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Weather in a Story

Discussion in 'Café Life' started by Paul Whybrow, Oct 4, 2017.

  1. Paul Whybrow

    Paul Whybrow Venerated Member

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    I've just finished reading a crime novel called Gold, Frankincense and Dust, by a writer new to me, Valerio Varesi. It's the third story featuring Commissario Soneri, and I'll be seeking out the first two investigations, as it's an engrossing mystery.

    The action takes place around Parma, in northern Italy, where the detective probes the mysterious murder of a Romanian immigrant, a beautiful woman loved by many powerful businessmen. Her burnt corpse is discovered beside a fogbound autostrada, after a multi-vehicle pile-up. The cover shows a foggy road:

    [​IMG]

    [​IMG] The entire investigation proceeds in mist and fog, with the Commissario as lost in his enquiries as he is in trying to find his way around the countryside with visibility down to a few metres. Further confused by a failing personal relationship, he sees spectres everywhere. The author creates a brooding atmosphere where nothing is quite what it seems.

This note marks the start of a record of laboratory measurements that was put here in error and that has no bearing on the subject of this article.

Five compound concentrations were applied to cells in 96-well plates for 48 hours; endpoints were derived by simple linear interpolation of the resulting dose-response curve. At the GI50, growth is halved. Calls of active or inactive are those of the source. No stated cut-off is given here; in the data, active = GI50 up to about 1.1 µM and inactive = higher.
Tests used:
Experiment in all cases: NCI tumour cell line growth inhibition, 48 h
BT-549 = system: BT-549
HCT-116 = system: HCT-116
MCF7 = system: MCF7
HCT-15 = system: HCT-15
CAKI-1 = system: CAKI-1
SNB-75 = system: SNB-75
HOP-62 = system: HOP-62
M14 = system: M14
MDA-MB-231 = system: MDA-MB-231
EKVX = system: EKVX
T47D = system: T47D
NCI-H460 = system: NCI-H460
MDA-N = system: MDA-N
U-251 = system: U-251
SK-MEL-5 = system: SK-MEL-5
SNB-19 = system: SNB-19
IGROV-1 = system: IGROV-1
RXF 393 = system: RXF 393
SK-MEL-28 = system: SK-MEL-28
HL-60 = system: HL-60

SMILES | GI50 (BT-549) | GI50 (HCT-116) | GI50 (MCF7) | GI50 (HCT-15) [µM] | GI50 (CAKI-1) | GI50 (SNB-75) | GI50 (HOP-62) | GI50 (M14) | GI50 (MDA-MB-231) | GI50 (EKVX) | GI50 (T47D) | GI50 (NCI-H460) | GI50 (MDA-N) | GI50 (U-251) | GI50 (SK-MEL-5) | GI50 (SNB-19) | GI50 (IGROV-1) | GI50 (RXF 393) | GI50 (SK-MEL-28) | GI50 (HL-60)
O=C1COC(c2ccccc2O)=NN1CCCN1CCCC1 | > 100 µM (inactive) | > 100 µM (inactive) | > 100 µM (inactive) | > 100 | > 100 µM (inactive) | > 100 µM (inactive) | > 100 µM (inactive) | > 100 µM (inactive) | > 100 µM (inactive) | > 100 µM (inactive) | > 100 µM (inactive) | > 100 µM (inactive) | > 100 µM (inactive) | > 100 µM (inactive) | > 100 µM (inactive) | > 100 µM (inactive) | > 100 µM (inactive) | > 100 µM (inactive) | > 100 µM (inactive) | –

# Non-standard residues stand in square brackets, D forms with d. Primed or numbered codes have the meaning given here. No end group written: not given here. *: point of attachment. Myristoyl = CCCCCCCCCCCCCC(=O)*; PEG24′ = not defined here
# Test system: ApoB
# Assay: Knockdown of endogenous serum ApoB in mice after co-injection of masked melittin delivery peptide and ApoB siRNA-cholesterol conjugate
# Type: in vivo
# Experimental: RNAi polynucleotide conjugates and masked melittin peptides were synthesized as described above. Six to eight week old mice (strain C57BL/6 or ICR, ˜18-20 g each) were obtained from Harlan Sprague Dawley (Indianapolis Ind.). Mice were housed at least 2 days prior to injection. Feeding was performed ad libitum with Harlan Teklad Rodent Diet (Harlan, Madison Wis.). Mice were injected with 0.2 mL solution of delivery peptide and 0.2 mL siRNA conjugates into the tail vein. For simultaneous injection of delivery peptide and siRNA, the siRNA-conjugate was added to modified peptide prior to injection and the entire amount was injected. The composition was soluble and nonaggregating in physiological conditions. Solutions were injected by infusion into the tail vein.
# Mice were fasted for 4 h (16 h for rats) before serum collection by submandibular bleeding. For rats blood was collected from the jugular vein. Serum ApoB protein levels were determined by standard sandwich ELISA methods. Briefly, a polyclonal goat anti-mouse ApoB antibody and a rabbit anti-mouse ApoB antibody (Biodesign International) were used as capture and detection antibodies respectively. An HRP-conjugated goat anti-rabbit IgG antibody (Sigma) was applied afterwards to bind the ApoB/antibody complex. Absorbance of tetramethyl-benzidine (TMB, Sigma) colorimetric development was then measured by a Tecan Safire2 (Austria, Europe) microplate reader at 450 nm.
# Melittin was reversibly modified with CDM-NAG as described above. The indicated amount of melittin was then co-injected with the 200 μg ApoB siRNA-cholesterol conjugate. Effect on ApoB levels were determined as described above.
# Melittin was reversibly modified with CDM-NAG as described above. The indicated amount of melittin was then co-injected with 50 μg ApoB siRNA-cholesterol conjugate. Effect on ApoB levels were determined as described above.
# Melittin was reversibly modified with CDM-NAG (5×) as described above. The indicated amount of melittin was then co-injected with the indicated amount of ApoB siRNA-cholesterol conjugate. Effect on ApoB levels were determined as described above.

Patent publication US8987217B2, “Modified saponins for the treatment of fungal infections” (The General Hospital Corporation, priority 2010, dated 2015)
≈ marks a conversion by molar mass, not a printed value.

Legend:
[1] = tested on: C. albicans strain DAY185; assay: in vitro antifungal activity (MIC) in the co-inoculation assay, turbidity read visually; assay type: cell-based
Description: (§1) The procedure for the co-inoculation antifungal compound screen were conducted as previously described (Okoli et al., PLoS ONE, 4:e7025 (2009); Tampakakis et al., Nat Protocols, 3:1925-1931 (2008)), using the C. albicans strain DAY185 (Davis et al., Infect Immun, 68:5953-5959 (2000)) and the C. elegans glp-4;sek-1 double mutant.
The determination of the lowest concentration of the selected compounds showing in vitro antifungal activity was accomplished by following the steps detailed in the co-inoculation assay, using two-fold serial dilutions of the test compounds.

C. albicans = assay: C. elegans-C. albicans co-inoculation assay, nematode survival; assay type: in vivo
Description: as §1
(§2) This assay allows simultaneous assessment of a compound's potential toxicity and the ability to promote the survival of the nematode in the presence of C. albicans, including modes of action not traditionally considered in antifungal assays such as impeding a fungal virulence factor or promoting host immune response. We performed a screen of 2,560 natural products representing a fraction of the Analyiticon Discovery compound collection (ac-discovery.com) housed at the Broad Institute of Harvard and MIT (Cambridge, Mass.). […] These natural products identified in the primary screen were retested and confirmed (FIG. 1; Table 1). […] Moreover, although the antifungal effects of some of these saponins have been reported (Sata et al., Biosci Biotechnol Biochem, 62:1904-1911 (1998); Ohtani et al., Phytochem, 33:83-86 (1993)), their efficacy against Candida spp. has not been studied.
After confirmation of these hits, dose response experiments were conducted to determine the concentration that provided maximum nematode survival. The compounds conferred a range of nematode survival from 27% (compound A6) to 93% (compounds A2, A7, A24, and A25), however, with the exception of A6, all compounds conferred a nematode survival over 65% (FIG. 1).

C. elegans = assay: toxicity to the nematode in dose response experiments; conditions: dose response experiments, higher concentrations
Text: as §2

This year I've read several novels where the weather was as much a character in the story, as the location and the protagonists—ultimately determining their fate. The Tilted World, by Tom Franklin and Beth Ann Fennelly, made me feel soaked through, as it's set in endless rain of 1927 when the Mississippi River burst through the levee.

    I felt frozen to my marrow reading Butcher's Crossing by John Williams (whose Stoner was recently rediscovered as a cherishable classic), as the hapless hero joins a doomed hunt for buffalo in a hidden valley, getting trapped in a blizzard.

    The deservedly-praised The Dry by Jane Harper is a crime story set in sweltering drought conditions in the Australian Outback where the harshness of living there and the toughness of character it imbues are as merciless as the sun.

    In my own writing, I've made sure that the weather has a role that influences what happens. One of my Cornish Detective investigations takes place in the wettest winter on record, in 2012. The downpour helps the serial killer elude his pursuers, destroying forensic evidence by literally washing it away. My detective finally resorts to a 19th-century solution of tracking down the killer, by enlisting the skills of a bloodhound, whose ability to detect smells, even in heavy rain, is mind-boggling.

    Have you set any of your stories in adverse weather conditions?

    How does the climate affect your characters' behaviour?

    Do you have any favourite books where the weather dominates the action?